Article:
What we do
The Ward Lab largely studies four processes that transform organic carbon in aquatic ecosystems. First, microbes use organic carbon as a food source and respire it to carbon dioxide (CO2; green arrow). Second, sunlight converts organic carbon to CO2 in a process known as photomineralization or complete photochemical oxidation (red arrow). Third, sunlight transforms organic carbon into new, oxygenated compounds in a process known as partial photochemical oxidation (orange arrow). Lastly, some of these partially photo-oxidized compounds are more labile to microbes and can be respired to CO2 in a process known as coupled photo-bio degradation (yellow arrow). We study these processes for a wide range of organic carbon types, including naturally derived organic carbon, like dissolved organic matter, and organic pollutants, like crude oil and plastics. We work in fresh and saline surface waters from the Arctic to the Gulf of Mexico.
Sunlight changes the physical and chemical properties of oil spilled into the ocean. We discovered that over half of the oil floating on the Gulf of Mexico after the 2010 Deepwater Horizon disaster was partially oxidized by sunlight in less than one week. This oxidation has important implications for the long-term fate of the oil and how to effectively respond to oil spills. For example, sunlight oxidation negatively impacted the performance of aerial dispersants that were applied to floating oil after the spill. Expanding on this work, we are currently studying how sunlight oxidation impacts the physical properties of oil, such as aqueous solubility, interfacial tension, density, and viscosity, which collectively influence the behavior of oil at sea.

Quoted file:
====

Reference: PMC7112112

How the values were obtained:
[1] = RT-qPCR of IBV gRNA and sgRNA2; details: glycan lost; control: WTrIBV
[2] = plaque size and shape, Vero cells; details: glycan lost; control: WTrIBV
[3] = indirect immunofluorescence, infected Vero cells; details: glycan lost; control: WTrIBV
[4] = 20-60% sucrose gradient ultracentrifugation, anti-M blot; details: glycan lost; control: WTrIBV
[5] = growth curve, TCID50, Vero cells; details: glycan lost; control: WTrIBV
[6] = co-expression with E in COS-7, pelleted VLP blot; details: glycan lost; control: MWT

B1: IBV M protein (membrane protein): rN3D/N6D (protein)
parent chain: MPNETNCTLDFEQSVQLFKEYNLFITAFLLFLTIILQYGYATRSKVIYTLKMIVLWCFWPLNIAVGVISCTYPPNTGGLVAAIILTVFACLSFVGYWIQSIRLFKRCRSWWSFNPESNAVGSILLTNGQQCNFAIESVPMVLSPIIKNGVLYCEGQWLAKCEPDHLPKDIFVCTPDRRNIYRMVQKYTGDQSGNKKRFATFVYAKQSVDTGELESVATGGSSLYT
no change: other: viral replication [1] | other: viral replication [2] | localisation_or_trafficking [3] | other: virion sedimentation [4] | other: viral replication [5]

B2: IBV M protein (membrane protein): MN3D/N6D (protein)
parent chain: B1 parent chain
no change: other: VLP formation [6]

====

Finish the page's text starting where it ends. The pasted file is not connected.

Our goal is to provide an enhanced understanding of the timescales, products, and controls of the degradation of plastic goods in the environment. We have multiple projects that collectively work towards achieving this goal. Two projects funded by The Seaver Institute and NSF Environmental Chemical Sciences focus on identifying what controls the fate of common consumer products in the sunlit surface ocean. Another project, funded by Eastman Chemical, aims to identify sustainably sourced plastics that demonstrably degrade in the environment. Finally, a project funded by the Gerstner Family Foundation focuses on understanding the potential toxicity of consumer plastic photodegradation products.
We are actively exploring new ways to quantify the degradation of organic carbon in surface waters. Technologies we are developing include (i) LED based methods to probe the wavelength dependence of photochemical reactions, and (ii) a prototype to measures in-situ rates of photochemical oxidation, microbial respiration, and primary production.
Dissolved Organic Matter
Dissolved organic matter (DOM) is a key intermediate in the global carbon cycle. Sunlight alters the chemical composition and fate of DOM in surface waters. We study the rates, pathways, and controls of these light-driven reactions, with focus on photochemical oxidation (O2 consumption) and mineralization (CO2 production).